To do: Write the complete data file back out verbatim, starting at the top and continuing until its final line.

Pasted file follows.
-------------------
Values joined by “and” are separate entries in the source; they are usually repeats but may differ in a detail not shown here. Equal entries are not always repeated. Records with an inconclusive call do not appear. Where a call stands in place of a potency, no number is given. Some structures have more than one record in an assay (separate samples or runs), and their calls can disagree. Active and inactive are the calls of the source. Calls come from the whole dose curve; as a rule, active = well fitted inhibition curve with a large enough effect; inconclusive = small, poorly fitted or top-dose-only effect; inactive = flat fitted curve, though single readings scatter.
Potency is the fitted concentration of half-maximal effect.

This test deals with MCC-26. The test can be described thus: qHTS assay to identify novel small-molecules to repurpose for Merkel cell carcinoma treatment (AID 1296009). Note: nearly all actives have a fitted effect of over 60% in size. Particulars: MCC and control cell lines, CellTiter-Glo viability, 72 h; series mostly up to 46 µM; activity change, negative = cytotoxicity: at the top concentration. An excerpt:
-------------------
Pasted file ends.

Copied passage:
Values joined by “and” are separate entries in the source; they are usually repeats but may differ in a detail not shown here. Equal entries are not always repeated. Records with an inconclusive call do not appear. Where a call stands in place of a potency, no number is given. Some structures have more than one record in an assay (separate samples or runs), and their calls can disagree. Active and inactive are the calls of the source. Calls come from the whole dose curve; as a rule, active = well fitted inhibition curve with a large enough effect; inconclusive = small, poorly fitted or top-dose-only effect; inactive = flat fitted curve, though single readings scatter.
Potency is the fitted concentration of half-maximal effect.

This test deals with MCC-26. The test can be described thus: qHTS assay to identify novel small-molecules to repurpose for Merkel cell carcinoma treatment (AID 1296009). Note: nearly all actives have a fitted effect of over 60% in size. Particulars: MCC and control cell lines, CellTiter-Glo viability, 72 h; series mostly up to 46 µM; activity change, negative = cytotoxicity: at the top concentration. An excerpt: